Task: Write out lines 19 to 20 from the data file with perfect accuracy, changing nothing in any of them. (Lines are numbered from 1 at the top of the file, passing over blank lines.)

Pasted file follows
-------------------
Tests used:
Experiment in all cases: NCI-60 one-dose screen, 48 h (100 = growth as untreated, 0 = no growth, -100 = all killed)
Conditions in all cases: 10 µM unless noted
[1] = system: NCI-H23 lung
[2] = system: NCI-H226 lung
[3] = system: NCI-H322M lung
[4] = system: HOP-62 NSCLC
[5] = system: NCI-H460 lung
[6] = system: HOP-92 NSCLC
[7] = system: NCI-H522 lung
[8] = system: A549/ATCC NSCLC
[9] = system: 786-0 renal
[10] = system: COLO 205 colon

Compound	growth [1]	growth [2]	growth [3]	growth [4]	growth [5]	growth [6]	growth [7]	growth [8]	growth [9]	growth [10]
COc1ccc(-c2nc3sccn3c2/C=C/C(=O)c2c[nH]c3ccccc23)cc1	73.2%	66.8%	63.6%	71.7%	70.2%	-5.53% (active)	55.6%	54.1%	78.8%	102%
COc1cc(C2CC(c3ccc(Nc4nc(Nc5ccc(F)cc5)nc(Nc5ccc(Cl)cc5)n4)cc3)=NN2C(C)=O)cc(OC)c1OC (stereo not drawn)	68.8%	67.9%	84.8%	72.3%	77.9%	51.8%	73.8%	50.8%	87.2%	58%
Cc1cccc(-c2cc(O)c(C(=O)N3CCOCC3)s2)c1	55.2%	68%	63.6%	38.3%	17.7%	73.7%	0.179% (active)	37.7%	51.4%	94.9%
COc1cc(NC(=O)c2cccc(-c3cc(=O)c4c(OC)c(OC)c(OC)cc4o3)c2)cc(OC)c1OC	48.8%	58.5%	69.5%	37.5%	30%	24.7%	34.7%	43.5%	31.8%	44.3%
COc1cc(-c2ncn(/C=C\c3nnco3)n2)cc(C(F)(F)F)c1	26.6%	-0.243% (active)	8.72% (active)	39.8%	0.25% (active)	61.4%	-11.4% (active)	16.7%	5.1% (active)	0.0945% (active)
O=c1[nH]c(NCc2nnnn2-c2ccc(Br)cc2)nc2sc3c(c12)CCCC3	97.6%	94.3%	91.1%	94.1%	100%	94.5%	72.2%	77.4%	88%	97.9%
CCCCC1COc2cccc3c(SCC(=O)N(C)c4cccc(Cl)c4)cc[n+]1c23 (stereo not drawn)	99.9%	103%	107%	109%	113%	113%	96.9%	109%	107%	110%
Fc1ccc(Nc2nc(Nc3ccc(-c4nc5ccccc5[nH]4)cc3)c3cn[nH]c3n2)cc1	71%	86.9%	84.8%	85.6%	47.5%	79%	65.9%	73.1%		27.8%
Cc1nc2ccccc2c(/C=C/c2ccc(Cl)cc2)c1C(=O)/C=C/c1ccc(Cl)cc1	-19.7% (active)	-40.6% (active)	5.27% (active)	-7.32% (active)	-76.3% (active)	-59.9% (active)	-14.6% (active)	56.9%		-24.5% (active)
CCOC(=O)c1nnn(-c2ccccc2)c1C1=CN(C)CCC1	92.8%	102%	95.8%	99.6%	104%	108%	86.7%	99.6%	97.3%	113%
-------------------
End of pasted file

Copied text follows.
COc1cc(-c2ncn(/C=C\c3nnco3)n2)cc(C(F)(F)F)c1	26.6%	-0.243% (active)	8.72% (active)	39.8%	0.25% (active)	61.4%	-11.4% (active)	16.7%	5.1% (active)	0.0945% (active)
O=c1[nH]c(NCc2nnnn2-c2ccc(Br)cc2)nc2sc3c(c12)CCCC3	97.6%	94.3%	91.1%	94.1%	100%	94.5%	72.2%	77.4%	88%	97.9%